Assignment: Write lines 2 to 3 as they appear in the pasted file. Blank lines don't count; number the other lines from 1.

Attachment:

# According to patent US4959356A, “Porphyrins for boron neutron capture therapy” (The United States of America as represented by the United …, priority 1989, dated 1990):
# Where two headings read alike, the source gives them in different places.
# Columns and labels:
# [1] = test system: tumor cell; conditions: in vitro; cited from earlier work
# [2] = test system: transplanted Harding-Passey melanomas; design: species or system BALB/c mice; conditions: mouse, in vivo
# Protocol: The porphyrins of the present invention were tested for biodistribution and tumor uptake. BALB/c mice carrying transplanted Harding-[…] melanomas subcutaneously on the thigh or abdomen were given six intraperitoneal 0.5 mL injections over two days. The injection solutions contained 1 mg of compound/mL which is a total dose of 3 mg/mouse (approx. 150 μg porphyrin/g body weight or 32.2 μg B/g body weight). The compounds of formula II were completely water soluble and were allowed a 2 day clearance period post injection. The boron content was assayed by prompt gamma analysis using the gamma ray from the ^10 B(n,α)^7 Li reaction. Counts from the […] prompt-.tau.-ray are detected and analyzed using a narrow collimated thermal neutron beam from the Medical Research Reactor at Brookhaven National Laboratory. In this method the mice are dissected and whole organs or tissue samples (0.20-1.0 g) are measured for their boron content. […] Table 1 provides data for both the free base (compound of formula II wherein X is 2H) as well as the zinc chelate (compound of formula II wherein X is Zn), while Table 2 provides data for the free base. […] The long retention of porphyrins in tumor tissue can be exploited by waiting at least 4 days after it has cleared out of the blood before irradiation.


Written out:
# Where two headings read alike, the source gives them in different places.
# Columns and labels: